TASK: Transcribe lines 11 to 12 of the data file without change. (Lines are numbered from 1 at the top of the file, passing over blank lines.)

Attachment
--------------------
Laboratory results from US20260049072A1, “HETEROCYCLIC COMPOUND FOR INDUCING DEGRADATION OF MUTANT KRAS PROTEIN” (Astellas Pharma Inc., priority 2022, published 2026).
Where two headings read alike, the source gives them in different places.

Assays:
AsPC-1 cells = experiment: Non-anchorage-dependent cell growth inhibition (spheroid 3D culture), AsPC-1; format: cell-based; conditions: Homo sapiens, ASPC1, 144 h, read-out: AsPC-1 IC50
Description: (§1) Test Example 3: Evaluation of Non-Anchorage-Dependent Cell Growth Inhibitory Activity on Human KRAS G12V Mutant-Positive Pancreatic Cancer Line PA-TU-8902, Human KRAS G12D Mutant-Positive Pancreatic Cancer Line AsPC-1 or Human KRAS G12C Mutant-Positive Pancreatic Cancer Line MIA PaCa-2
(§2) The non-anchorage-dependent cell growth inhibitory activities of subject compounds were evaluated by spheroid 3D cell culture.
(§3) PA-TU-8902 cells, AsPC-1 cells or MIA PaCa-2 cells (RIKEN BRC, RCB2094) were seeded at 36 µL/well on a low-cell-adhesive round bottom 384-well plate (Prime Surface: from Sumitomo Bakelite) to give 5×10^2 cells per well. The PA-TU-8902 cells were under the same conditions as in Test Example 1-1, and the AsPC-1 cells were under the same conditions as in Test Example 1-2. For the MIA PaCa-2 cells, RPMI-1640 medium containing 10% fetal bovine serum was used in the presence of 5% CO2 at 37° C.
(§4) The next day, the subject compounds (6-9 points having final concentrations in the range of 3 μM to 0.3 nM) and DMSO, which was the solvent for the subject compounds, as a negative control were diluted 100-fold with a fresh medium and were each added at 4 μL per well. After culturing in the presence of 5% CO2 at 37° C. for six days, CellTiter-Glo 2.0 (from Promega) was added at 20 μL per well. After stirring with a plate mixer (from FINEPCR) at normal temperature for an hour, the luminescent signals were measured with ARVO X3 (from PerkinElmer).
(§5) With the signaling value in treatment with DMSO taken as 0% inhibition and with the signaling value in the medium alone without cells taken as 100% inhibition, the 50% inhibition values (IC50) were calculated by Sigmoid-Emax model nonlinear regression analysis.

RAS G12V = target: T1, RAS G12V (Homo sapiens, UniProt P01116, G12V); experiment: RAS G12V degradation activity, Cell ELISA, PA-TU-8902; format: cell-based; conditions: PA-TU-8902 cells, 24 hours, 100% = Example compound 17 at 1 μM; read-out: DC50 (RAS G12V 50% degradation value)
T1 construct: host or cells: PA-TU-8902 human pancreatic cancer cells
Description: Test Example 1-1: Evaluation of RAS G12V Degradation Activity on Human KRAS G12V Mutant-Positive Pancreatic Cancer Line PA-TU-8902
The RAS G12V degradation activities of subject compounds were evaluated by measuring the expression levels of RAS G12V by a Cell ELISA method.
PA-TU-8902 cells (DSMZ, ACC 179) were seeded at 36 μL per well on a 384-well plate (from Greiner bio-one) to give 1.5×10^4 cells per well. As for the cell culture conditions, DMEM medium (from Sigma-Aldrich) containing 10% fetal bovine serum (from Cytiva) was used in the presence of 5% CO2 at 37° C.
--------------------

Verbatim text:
T1 construct: host or cells: PA-TU-8902 human pancreatic cancer cells
Description: Test Example 1-1: Evaluation of RAS G12V Degradation Activity on Human KRAS G12V Mutant-Positive Pancreatic Cancer Line PA-TU-8902